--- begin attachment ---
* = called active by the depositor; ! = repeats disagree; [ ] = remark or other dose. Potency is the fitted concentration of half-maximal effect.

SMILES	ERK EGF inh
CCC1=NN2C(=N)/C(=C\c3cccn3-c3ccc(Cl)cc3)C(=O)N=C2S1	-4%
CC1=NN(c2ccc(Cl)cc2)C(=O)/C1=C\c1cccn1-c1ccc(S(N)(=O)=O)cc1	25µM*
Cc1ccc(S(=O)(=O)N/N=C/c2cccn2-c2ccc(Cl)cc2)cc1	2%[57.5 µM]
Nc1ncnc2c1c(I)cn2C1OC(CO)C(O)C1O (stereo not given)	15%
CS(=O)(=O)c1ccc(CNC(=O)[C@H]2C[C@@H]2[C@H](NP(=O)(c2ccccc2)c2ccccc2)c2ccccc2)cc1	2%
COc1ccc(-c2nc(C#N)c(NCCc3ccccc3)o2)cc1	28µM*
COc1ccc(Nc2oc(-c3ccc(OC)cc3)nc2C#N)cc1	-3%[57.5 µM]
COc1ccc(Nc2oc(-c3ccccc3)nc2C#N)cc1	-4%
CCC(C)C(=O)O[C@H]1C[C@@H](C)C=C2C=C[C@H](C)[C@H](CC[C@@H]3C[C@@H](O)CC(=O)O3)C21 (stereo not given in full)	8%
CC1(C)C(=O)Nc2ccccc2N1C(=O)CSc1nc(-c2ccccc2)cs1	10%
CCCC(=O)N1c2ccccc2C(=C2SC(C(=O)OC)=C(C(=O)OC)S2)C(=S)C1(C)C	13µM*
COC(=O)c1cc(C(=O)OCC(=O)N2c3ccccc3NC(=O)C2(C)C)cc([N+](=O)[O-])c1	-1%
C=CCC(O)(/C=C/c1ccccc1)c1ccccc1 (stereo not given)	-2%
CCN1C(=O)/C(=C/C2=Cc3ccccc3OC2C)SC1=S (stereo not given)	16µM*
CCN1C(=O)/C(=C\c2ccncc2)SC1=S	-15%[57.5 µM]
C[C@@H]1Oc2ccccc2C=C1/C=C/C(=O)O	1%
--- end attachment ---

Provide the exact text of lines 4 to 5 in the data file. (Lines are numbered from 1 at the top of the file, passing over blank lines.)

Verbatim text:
CC1=NN(c2ccc(Cl)cc2)C(=O)/C1=C\c1cccn1-c1ccc(S(N)(=O)=O)cc1	25µM*
Cc1ccc(S(=O)(=O)N/N=C/c2cccn2-c2ccc(Cl)cc2)cc1	2%[57.5 µM]